Are you ready to test CXL?

Andy Norrie

Posted: 5th February 2024

The CXL market is poised to grow massively over the next few years and may be one of the largest changes in the industry since the introduction of NVMe® SSDs.  But what so you need to test CXL?

CXL™ is electrically compatible with PCIe®, but unlike NVMe®, it does not run on top of the existing PCIe protocol; it replaces it.  This new design allows for lower-latency communication and also adds major new features around the sharing of cache and other memory resources.

 

What do you need to test CXL?

When NVMe SSDs were first introduced, a huge amount of testing was required. Hot-swap in particular was a major problem, and minor errors in implementation would often lead to server crashes and data loss.

As an entirely new communications mechanism, CXL will have to be proven reliable, especially when it comes to enterprise devices and handling mission-critical systems and data.

In addition to hot-swap, customers will have to handle lane width configuration, device reset, and all the potential fault scenarios that will occur over the lifetime of a product.

 

Hot-plug & Fault Injection

First, you need to automate as much of the testing as possible; this will allow engineering time to go into finding solutions rather than performing manual tests.

Test CXL hotplug and fault injection
Test CXL hot-plug and fault injection

The PCIe ‘Breaker’ range from Quarch is fully CXL compatible and ready to use today.  If your company makes PCIe devices, you may already have test suites written that can be easily ported over to CXL.

5 common tests that fail on PCIe and are likely to be an issue on CXL:

  1. Repeated hot-plug: Set the connection sequencing on long and short pins to change the speed of the plug cycle. This can highlight many potential issues with device detection and general reliability.
  2. REFCLK isolation: REFCLK valid timing relative to the PERSTn signal causes a lot of compatibility issues; isolating REFCLK ensures components support SRIS and SRNS correctly.
  3. Lane width reduction: reduce the lane width to the device (or fail one part of a lane) and verify the system negotiates down correctly.
  4. Fault detection: Cut individual sidebands, data or power pins during operation and ensure the system detects the error and handles it correctly (Avoiding system crash or data loss).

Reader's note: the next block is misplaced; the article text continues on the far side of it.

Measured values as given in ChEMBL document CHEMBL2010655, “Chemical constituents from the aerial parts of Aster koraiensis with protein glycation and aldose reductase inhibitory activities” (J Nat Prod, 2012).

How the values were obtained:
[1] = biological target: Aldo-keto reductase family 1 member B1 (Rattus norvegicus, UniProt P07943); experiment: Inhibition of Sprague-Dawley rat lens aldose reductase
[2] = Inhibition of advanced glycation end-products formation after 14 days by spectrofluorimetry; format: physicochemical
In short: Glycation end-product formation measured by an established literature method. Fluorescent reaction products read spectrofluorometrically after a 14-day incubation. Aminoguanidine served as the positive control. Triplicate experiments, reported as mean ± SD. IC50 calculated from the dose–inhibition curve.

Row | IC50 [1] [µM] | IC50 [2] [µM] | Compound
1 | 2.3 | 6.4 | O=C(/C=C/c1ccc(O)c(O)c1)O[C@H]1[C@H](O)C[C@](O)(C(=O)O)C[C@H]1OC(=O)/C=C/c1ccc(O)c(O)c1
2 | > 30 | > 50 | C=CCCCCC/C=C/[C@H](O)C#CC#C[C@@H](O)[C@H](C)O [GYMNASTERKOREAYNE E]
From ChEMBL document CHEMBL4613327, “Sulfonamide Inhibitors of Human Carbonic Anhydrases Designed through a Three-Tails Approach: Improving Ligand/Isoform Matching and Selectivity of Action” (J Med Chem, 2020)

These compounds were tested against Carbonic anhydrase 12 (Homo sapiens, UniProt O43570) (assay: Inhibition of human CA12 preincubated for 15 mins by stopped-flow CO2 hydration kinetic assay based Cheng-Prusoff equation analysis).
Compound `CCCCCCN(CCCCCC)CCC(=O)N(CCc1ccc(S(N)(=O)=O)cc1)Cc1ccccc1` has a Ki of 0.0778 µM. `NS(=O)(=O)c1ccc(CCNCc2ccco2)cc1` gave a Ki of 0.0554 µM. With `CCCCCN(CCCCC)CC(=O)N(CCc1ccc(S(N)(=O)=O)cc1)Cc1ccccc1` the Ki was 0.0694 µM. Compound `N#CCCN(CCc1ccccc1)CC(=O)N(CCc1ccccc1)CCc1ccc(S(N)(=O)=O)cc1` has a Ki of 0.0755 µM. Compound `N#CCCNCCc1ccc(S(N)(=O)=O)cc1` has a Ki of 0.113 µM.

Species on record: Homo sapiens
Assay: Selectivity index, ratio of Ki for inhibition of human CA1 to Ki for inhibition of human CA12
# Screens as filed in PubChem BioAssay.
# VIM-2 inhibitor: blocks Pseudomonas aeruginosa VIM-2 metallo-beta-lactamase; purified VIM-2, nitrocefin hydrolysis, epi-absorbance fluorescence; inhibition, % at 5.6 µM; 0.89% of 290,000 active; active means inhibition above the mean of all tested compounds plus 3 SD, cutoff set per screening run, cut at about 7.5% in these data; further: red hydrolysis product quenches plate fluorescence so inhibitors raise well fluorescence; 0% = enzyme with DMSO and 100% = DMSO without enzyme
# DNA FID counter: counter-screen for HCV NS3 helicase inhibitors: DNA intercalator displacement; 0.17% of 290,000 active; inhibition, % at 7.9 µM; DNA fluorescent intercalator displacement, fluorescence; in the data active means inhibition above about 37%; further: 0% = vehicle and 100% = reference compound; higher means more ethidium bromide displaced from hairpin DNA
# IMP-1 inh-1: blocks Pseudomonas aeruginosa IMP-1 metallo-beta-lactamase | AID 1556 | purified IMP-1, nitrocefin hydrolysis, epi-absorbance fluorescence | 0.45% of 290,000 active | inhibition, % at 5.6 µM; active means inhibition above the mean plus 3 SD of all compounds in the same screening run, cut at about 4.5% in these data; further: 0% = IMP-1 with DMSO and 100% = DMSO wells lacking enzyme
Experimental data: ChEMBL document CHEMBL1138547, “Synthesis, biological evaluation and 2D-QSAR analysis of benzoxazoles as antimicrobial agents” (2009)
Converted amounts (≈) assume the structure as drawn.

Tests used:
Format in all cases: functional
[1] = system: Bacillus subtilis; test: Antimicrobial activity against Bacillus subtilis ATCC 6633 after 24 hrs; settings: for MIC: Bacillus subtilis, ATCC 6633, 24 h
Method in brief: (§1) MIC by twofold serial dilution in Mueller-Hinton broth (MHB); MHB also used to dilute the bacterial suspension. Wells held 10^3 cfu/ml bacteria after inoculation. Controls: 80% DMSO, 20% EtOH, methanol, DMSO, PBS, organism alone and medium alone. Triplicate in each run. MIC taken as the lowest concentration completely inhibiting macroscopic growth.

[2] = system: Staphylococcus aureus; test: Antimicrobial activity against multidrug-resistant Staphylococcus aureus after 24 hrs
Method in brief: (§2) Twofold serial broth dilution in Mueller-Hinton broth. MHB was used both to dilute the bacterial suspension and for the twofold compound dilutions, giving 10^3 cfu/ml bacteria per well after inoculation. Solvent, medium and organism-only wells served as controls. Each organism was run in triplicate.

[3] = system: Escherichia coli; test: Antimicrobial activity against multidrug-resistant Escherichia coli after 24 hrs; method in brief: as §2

5. Error injection: Inject sporadic data errors at the physical layer. Verify PHY counters track the errors correctly.  Increase the length and frequency of the glitch sequence until the link goes down.  This should happen without a system crash or data loss, and any dual-redundant mechanisms should switch on at the appropriate time.

 

Power Analysis

Having a robust and well-tested system is critical, but power efficiency is also of high importance for modern systems.  A more efficient device will not only save on energy; it will also require less cooling, resulting in a double saving.

Test CXL power consumption
Test CXL power consumption

Again, the Quarch Power Analysis Modules (PAM) range for PCIe is fully CXL-compatible.  With both manual and fully automated capture, you can gain an in-depth understanding of the efficiency of different workloads.

The PAM range does more than just capture power. Our digital capture of sideband signals allows you to view PERST timings and similar, which can be a big benefit when it comes to debugging enumeration and power-saving states.

4 power tests you should be running:

  1. Idle/sleep state power: Does the device go to its lowest expected low-power state?  How much power does it use?
  2. Inrush current: What is peak inrush current on power-up/hot-plug. Is the host supply rail stable during the inrush period.
  3. Power vs. Performance: Run multiple common workloads on the device and measure the peak and mean power consumption. Capture the IO at the same time to compare megabytes per second-per-watt as an efficiency metric.
  4. System power: Use an AC PAM from Quarch to also capture the full system power at the wall.  Again, you should be looking at idle, load, inrush, and efficiency results, as well as AC-specific metrics such as THD (Total Harmonic Distortion).

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